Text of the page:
Once yield potential zones for a field have been created, these provide direction for soil sampling in the field. General fertility soil samples should be collected to a depth of 8 inches. These samples can be analyzed for soil organic matter, pH, phosphorus, potassium, zinc and nitrate-N. Typically, collect 15-20 cores from each zone, then composite these samples and keep a well-mixed subsample to send to the lab. Deep soil samples for residual nitrate-N should be collected from 8-10 cores in each zone to a depth of 3 feet. These can be separated into depth increments or treated as a single continuous core but must be well mixed before saving a subsample to send to the lab. Samples should exclude areas, such as old feedlots or farmsteads, that may tend to skew soil test results. (If these areas are large enough, they should be considered as separate zones.)
This process will provide soil test results which are average for the zone, at significantly less cost than grid soil sampling. If yield potential zones are not contiguous, as will often be the case, normally these should be sampled and composited as one zone to minimize sampling cost. The following figure is an illustration of soil sampling patterns for a field with five yield potential zones. In this case, Zone 2 has two patches within the field. Since soil characteristics and yield potential are the same for each of the patches of Zone 2, samples from the two patches can be combined for analysis.
Set the expected yield for the middle yield potential zone as the field average. Set expected yield for higher or lower yield potential zones accordingly, but don’t differ from the field average more than about 30 percent. Use the University of Nebraska–Lincoln nitrogen rate algorithm for corn to generate nitrogen recommendations for each yield potential zone. Use the zone-specific expected yield, organic matter, and residual nitrate-N. A spreadsheet is available at soilfertility.unl.edu to calculate economically adjusted nitrogen rates for corn, using current corn and fertilizer prices.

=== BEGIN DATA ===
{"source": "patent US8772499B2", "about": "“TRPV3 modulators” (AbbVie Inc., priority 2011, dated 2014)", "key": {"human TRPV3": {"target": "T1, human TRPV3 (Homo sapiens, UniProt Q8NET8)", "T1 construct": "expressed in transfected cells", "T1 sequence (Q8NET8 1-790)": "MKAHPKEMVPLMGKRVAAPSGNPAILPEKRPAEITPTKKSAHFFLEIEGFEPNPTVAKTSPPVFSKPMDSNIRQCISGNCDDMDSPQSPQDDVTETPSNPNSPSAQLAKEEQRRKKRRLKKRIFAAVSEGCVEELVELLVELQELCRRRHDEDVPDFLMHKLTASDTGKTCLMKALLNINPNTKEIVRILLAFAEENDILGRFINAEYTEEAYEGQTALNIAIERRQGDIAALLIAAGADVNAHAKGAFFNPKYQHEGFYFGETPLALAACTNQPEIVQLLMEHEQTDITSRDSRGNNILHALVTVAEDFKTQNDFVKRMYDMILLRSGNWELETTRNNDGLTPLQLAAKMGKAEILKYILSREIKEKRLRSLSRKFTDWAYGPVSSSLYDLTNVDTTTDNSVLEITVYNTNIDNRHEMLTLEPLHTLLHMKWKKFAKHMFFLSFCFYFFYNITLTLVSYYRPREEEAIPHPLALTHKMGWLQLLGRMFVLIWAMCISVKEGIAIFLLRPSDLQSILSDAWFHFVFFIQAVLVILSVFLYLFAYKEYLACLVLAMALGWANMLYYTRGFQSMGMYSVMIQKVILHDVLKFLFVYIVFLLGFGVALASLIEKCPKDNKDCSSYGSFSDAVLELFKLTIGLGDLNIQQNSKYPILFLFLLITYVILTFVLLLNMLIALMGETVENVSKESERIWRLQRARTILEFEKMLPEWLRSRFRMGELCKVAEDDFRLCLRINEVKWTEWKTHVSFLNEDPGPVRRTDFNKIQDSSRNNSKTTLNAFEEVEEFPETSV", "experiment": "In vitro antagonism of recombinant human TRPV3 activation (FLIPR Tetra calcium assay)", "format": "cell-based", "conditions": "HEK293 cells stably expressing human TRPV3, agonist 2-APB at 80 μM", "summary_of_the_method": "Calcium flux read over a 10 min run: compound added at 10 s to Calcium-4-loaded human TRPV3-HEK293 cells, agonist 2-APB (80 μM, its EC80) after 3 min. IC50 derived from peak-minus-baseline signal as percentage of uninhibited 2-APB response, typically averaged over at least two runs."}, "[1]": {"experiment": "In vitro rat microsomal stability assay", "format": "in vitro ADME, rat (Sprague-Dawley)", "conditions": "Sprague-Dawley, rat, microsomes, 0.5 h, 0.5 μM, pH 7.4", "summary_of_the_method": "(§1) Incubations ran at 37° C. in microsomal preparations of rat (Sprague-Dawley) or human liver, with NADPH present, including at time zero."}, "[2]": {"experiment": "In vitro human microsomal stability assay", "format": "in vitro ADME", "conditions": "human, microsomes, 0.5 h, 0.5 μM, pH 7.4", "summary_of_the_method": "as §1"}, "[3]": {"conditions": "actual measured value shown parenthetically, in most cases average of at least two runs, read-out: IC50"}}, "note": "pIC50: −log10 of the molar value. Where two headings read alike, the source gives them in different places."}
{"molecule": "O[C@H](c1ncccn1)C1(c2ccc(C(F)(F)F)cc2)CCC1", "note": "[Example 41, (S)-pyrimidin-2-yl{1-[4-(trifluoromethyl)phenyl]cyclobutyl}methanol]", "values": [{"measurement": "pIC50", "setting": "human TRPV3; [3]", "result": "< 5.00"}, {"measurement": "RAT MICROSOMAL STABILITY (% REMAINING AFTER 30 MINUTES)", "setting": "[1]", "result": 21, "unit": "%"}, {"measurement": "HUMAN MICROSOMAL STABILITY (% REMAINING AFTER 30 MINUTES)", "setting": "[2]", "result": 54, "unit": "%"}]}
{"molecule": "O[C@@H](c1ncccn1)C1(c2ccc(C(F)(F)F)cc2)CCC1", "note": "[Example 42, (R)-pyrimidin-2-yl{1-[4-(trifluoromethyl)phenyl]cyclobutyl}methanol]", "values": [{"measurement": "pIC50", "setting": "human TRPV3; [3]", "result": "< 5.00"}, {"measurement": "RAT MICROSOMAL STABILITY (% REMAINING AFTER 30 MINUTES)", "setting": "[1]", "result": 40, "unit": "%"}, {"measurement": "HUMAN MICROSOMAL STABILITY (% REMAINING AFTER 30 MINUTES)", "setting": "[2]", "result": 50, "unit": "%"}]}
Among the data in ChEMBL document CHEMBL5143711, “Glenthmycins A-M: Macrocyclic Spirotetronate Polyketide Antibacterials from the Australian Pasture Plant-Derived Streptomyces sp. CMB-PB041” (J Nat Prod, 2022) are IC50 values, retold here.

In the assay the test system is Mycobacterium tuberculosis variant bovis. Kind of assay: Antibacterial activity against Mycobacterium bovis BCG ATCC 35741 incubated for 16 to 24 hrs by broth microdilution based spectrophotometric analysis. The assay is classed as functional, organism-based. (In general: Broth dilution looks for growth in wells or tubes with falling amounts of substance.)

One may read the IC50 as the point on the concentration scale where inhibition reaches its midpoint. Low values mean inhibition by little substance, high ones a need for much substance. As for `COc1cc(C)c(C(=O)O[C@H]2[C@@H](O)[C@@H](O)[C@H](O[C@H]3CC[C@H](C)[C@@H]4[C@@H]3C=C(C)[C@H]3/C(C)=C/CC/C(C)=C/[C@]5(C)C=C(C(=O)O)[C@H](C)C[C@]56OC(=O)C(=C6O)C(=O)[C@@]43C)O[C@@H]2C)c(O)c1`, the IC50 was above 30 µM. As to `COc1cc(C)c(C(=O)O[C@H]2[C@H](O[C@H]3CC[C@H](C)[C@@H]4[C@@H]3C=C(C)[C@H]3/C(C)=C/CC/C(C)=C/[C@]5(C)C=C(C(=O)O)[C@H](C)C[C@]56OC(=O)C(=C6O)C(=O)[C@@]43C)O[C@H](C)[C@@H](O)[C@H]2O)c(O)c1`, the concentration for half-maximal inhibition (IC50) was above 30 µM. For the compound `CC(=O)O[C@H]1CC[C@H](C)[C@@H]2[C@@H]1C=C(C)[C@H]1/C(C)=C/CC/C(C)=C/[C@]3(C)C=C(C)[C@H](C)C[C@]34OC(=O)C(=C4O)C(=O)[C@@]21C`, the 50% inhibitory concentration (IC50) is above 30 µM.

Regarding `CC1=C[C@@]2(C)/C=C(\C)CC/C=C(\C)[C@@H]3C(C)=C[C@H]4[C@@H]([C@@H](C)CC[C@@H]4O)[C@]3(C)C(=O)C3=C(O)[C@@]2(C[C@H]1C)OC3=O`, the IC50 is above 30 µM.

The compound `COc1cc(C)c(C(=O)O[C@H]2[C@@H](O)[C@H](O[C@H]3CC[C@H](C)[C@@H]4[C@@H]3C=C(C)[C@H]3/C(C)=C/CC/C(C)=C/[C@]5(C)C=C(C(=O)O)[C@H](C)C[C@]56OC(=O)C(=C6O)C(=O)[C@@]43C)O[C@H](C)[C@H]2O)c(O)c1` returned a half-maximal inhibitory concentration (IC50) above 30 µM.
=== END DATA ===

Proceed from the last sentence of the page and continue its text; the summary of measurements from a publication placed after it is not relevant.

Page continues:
This process will result in fertilizer nitrogen recommendations which are uniform within each yield potential zone. We suggest that site-specific nitrogen management using this approach be used with preplant or sidedress application only, not fall application. If fertigation through a center pivot irrigation system is planned for the field and will apply nitrogen uniformly across the field, adjust variable nitrogen rates downward according to the planned fertigation amount.
There may be situations where producers have access to more detailed information to further refine nitrogen rates within zones, rather than applying a uniform rate for each zone. The most likely situation is the use of detailed soil organic matter data. Since the University of Nebraska–Lincoln nitrogen recommendation algorithm for corn uses soil organic matter as a variable, it may make sense to use detailed soil organic matter within zones, along with zone average residual soil nitrate and expected yield. Soil organic matter can be predicted fairly accurately from high-resolution bare soil aerial photographs. In addition, there are several prototype on-the-go soil sensors for soil organic matter measurement which may be available soon. one example from a site where six yield potential zones were delineated, then fertilizer nitrogen rate was varied within zones according to the soil organic matter map.
Reactive nitrogen management allows the timing and amount of fertilizer nitrogen to be regulated through diagnostic tools that assess soil or crop nitrogen status and yield potential during the growing season. Recent research has focused on the use of either passive or active vehicle-mounted sensors for real-time nitrogen management. Passive sensors rely on canopy reflectance from the sun, while active sensors use their own light source. Consequently, passive sensors must be used during daylight hours, and factors influencing canopy reflectance from the sun, such as clouds and solar angle, may influence spectral data. Active sensors are designed to cancel out solar influences, relying solely on reflectance from the internal light source, and thus can be used anytime, day or night, regardless of cloud cover. Active sensors generally are designed to emit light in both visible and near-infrared wavelengths, and use ratios of these spectra, called vegetation indices, to determine canopy chlorophyll status and thus nitrogen status, as well as biomass. Examples of commercial active crop canopy sensors are the Greenseeker (www.ntechindustries.com/) and the Crop Circle (www.hollandscientific.com/). Aerial photographs also can be used for reactive nitrogen management, especially if both natural color and near-infrared images are available.